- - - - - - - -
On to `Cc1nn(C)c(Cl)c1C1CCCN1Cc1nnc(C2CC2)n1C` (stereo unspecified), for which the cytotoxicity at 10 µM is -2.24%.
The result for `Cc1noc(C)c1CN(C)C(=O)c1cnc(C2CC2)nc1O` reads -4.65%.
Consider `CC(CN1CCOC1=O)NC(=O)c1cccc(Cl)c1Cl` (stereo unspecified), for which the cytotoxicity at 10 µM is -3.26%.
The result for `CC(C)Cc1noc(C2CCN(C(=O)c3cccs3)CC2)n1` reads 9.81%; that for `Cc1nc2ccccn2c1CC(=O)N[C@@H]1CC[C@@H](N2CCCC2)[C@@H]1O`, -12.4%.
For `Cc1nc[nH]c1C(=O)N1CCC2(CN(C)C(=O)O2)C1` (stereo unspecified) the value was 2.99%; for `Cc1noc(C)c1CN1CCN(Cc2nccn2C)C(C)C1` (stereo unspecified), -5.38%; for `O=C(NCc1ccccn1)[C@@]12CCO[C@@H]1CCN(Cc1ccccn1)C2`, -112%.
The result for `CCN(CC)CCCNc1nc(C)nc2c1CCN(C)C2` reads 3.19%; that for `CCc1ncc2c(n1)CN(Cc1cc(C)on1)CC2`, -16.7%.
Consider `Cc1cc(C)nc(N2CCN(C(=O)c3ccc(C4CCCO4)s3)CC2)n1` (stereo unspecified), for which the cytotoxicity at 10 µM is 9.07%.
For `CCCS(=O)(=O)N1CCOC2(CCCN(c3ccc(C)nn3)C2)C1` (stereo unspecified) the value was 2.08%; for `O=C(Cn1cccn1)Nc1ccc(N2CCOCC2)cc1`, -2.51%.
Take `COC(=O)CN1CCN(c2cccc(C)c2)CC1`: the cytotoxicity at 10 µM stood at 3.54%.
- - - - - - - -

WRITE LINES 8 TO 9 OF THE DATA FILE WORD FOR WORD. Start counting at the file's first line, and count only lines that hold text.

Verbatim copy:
For `CCCS(=O)(=O)N1CCOC2(CCCN(c3ccc(C)nn3)C2)C1` (stereo unspecified) the value was 2.08%; for `O=C(Cn1cccn1)Nc1ccc(N2CCOCC2)cc1`, -2.51%.
Take `COC(=O)CN1CCN(c2cccc(C)c2)CC1`: the cytotoxicity at 10 µM stood at 3.54%.